Once again, a 2 MB block size increase was proposed and agreed upon by a great number of industry participants from 58 companies located in 22 countries, and 83.28% of hashing power. The only part of the New York Agreement that made it through was the implementation of Segregated Witness (Segwit), and the 2 MB increase was squashed.
Amid Conspiracy Theories, Argo Blockchain Executive Says: ‘Bitcoin Mining Council Is the Next Logical Step’
These prior meetings with miners have caused a lot of controversy within the cryptocurrency community, so Saylor’s and Musk’s Bitcoin Mining Council has been looked upon with the same skepticism.
Some of the bitcoiners on the Reddit forum, r/bitcoin, don’t seem to appreciate the two billionaires interfering with miners and addressing carbon neutrality. One Reddit post calls the Bitcoin Mining Council a “publicity stunt to address environmental concerns.” In another post, one Redditor said:
’Dirty energy Bitcoin’ is just Wall Street’s new way to slow bitcoin’s dominance since ‘only criminals use bitcoin’ stopped working.
Tesla car plants and charging stations should publish their energy mix
— Peter McObnoxious (@PeterMcCormack) May 24, 2021
The conspiracy theories on r/bitcoin are littered all over the first few pages of the forum. One r/bitcoin post predicts that Tesla will soon announce a so-called Tesla Bitcoin mining operation and many people agreed with the theory.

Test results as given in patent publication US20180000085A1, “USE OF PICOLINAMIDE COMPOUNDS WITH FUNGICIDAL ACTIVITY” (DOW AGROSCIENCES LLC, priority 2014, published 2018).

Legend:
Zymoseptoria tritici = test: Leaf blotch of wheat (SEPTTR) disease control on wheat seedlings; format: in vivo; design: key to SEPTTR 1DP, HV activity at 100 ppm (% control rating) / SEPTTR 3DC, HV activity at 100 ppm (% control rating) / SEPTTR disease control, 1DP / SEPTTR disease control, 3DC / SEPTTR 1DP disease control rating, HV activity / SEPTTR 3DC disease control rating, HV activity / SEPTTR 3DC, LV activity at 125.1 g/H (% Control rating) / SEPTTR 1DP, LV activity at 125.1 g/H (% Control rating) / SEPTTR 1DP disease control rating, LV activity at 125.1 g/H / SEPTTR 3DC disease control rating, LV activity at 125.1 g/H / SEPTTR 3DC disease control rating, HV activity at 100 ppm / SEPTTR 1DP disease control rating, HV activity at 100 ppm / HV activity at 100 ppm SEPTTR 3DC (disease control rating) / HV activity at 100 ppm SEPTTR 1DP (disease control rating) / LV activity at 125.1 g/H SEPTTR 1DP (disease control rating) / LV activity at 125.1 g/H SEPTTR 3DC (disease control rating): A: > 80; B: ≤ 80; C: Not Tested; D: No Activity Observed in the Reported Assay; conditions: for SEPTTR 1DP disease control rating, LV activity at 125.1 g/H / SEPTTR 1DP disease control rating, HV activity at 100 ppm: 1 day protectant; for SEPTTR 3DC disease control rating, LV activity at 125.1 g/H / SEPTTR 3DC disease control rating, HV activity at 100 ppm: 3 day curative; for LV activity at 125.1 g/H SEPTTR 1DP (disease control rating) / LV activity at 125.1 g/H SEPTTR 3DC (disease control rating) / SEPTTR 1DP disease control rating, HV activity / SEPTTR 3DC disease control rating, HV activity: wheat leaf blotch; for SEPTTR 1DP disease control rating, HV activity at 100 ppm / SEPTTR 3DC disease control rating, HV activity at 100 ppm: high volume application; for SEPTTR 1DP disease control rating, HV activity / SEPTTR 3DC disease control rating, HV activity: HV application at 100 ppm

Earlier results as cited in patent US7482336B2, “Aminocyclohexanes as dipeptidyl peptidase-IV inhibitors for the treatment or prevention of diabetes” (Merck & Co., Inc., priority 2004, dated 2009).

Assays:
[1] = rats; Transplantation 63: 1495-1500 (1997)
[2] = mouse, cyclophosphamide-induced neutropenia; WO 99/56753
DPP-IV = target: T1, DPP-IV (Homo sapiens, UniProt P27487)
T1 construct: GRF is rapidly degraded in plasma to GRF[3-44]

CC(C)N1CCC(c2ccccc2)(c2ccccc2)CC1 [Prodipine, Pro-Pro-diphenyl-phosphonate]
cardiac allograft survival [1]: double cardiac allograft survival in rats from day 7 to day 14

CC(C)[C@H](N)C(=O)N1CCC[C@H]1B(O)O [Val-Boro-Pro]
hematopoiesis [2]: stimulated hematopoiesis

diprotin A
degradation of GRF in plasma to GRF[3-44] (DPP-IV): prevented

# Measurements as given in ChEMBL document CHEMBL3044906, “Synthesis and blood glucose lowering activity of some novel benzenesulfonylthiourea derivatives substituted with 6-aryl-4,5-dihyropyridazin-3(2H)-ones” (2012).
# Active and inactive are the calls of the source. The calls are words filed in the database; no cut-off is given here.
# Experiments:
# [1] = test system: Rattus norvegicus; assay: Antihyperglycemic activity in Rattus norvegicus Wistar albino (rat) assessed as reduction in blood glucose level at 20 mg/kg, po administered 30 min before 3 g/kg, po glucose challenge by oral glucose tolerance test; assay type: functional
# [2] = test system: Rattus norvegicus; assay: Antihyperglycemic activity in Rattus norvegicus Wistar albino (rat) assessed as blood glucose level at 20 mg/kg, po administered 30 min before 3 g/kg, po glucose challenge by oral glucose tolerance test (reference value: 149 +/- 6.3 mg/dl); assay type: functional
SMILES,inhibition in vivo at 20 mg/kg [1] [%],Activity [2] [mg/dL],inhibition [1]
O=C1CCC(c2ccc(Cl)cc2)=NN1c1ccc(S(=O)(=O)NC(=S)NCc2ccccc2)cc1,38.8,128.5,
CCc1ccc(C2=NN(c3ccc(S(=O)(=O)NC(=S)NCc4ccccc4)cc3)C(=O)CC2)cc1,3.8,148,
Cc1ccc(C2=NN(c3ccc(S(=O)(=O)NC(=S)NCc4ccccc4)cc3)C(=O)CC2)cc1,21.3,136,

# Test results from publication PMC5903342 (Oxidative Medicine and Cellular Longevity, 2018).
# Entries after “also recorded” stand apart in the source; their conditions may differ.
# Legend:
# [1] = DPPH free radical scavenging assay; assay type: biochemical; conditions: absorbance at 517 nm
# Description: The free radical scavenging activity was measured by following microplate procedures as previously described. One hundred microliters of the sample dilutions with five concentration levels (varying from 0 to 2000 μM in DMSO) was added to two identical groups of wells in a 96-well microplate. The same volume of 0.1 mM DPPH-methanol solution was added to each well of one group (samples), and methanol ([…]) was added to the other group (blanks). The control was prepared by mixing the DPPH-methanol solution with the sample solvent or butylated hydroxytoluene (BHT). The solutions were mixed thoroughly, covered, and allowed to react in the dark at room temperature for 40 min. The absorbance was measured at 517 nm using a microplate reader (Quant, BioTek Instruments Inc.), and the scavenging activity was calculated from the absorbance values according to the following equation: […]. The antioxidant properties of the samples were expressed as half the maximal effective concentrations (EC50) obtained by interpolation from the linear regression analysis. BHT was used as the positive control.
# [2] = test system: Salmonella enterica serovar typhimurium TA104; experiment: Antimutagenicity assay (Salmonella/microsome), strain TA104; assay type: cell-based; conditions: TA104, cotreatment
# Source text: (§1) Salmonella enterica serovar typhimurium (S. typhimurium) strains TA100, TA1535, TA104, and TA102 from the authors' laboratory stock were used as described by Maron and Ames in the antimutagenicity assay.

Despite the conspiracies, members of the Bitcoin Mining Council look forward to promoting the concept of environmentally friendly bitcoin mining operations. Executives from Argo Blockchain (LSE: ARB) said the firm discussed the situation with Musk and Saylor. Following the meeting, Peter Wall, Chief Executive of Argo Blockchain, said: “Today is a good day for the planet.”
“Sustainability has always been at the heart of Argo’s mining operations and the newly-formed Bitcoin Mining Council is the next logical step in fostering a sectoral shift towards renewable energy,” Wall said in a statement sent to Bitcoin.com News. “I enjoyed speaking with Elon Musk about these issues this weekend, and look forward to joining Michael Saylor and other leading North American miners in working to future-proof an industry that must collectively improve sustainable mining practices and take ESG concerns seriously.”
What do you think about the responses to Bitcoin Mining Council and the similarities between the meeting and the New York and Hong Kong Agreements? Let us know what you think about this subject in the comments section below.
Image Credits: Shutterstock, Pixabay, Wiki Commons, Hong Kong Agreement, Twitter,
Disclaimer: This article is for informational purposes only. It is not a direct offer or solicitation of an offer to buy or sell, or a recommendation or endorsement of any products, services, or companies. Bitcoin.com does not provide investment, tax, legal, or accounting advice. Neither the company nor the author is responsible, directly or indirectly, for any damage or loss caused or alleged to be caused by or in connection with the use of or reliance on any content, goods or services mentioned in this article.